• To add a new subchapter “Obligations under the Oklahoma Underground Facilities Damage Prevention Act Subject to Commission Enforcement” with new permanent rules:
  1. Requiring underground facility operators to provide additional information to excavators (facility material size and type).
  2. Listing requirements for telephonic damage reporting.
  3. Requiring a written report of damages caused by excavation.
  4. Outlining the procedure for filing a complaint against an excavator for failing to comply with the Oklahoma Underground Facilities Damage Prevention Act.

The Gas Service Utilities rules (Chapter 45) were amended and become effective 8/1/2019:

  • For service installations that require open trenches, utilities must inspect or request inspection within 14 days;
  • Utilities must provide a notice of change in contact for PUD and CSD issues within 30 days of the change;
  • Utilities must provide a contact number in local phone directories for emergencies or service deficiencies;
  • Changes to customer service complaint response times and procedures;
  • Utilities are required to follow current PHMSA Pipeline Security Contingency Plan Guidance to develop a Homeland Security and Critical Infrastructure Plan and report any security breaches that may affect customers to PUD Director.

SB1008/HB2097 amends the definition for “excavate” includes activities w/in public or private right-of-way; modifies timeline requiring operator to locate and mark underground facilities (from 48 hours after receipt of demolition notice to prior to the date work is scheduled to begin).
[Approved by the Governor 4/24/2019, effective 11/1/2019]

Texas

HB 864 was signed by the Governor on 6/14/2019 and becomes effective on 9/1/2019. This bill adds a new code section regarding pipeline incident reporting and records. It defines “incident” and directs the RRC to promulgate rules by December 31, 2019 to require an operator to notify the commission within 1 hour of the confirmed discovery of an incident to provide contact information, incident location and any other known pertinent information.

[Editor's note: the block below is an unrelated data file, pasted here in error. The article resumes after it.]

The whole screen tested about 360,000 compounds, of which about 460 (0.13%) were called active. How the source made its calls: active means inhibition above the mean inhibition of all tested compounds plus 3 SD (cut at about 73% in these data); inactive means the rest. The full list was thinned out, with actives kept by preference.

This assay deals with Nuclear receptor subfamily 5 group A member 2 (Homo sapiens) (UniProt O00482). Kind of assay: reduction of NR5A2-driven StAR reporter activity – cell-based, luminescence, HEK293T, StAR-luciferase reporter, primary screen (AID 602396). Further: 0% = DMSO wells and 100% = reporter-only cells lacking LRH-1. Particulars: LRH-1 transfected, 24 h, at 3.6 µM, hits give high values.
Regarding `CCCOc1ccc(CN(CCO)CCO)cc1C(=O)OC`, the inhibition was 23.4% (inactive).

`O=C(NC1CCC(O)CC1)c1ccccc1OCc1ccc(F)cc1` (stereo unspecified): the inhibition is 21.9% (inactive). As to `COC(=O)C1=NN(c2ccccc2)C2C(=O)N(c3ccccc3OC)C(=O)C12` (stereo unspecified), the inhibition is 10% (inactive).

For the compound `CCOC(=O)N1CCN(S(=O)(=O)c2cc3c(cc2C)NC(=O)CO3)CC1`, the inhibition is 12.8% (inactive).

The RRC has offered drafts of amendments to its rules (Ch. 3Ch. 8), revised after the Commission’s public workshop. The comment deadline was extended to August 12, 2019. The rule drafts are working drafts that have not been finalized and have not been submitted to the Texas Register for publication for public comment.
The draft rules include amendments regarding:

  • Class 1 and rural gathering (gas and hazardous liquid) lines (§8.110. Gathering Pipelines);
  • implementation of HB 864and HB866 requirements;
  • reductions to late fees for certain pipeline operators;
  • amendments to the pipeline permits rule; and
  • clean-up amendments to Chapter 8.

These amendments relate to the intrastate natural gas gathering pipelines located in Class 1 locations and not regulated by 49 CFR 192.8.  Activities to be required for these applicable pipelines:

  • Corrosion control
  • Damage Prevention
  • Public Awareness
  • Establish MAOP
  • Install & maintain line markers
  • Conduct leakage surveys using leak detection equipment & promptly repair hazardous leaks
  • Reporting

In addition, Class 1 onshore natural gas gathering lines greater than 12.75 inches in diameter with a MAOP that produces a hoop stress of 20 percent or more of SMYS must comply with the requirements of 49 CFR §192 applicable to transmission lines, except for integrity management and ability to run ILI/smart pig.

This same section applies to those intrastate hazardous liquids and carbon dioxide gathering pipelines located in a rural location as defined by 49 CFR §195.2 and not regulated by 49 CFR §195.1, §195.11, or §8.1. These lines must comply with the following requirements:

  • Corrosion control
  • Damage Prevention
  • Public Awareness
  • Establish MOP
  • Install and maintain line markers
  • ROW inspections & promptly repair hazardous leaks
  • Reporting

Western Region Update

California

The OSFM is proposing to develop new rules for the California Underground Facilities Safe Excavation Board – Investigations and Enforcement